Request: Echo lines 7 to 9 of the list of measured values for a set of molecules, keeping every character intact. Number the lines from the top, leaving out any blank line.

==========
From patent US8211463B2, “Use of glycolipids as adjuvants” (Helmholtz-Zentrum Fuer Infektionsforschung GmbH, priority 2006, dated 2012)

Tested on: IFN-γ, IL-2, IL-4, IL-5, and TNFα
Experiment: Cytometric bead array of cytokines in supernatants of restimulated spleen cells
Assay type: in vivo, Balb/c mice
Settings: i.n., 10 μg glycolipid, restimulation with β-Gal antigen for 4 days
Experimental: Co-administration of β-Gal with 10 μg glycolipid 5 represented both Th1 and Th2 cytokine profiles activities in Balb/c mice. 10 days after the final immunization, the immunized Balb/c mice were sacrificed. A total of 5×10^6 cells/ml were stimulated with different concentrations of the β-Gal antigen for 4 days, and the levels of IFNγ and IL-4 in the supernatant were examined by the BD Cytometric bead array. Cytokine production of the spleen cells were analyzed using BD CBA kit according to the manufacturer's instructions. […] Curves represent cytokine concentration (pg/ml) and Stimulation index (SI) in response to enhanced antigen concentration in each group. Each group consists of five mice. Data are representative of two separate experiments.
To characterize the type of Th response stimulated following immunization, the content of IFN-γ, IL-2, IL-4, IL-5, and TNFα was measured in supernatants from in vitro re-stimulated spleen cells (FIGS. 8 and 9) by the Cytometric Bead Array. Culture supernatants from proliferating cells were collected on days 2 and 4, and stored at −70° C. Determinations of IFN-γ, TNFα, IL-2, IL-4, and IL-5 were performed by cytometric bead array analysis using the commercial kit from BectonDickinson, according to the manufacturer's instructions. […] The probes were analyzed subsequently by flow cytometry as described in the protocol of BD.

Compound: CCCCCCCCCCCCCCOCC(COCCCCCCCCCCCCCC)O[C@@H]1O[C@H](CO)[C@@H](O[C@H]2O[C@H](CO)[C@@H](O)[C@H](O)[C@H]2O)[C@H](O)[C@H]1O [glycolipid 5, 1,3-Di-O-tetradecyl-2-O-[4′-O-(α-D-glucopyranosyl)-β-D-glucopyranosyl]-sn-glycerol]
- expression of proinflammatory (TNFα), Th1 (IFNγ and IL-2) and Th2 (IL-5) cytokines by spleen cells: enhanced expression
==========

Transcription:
To characterize the type of Th response stimulated following immunization, the content of IFN-γ, IL-2, IL-4, IL-5, and TNFα was measured in supernatants from in vitro re-stimulated spleen cells (FIGS. 8 and 9) by the Cytometric Bead Array. Culture supernatants from proliferating cells were collected on days 2 and 4, and stored at −70° C. Determinations of IFN-γ, TNFα, IL-2, IL-4, and IL-5 were performed by cytometric bead array analysis using the commercial kit from BectonDickinson, according to the manufacturer's instructions. […] The probes were analyzed subsequently by flow cytometry as described in the protocol of BD.

Compound: CCCCCCCCCCCCCCOCC(COCCCCCCCCCCCCCC)O[C@@H]1O[C@H](CO)[C@@H](O[C@H]2O[C@H](CO)[C@@H](O)[C@H](O)[C@H]2O)[C@H](O)[C@H]1O [glycolipid 5, 1,3-Di-O-tetradecyl-2-O-[4′-O-(α-D-glucopyranosyl)-β-D-glucopyranosyl]-sn-glycerol]
- expression of proinflammatory (TNFα), Th1 (IFNγ and IL-2) and Th2 (IL-5) cytokines by spleen cells: enhanced expression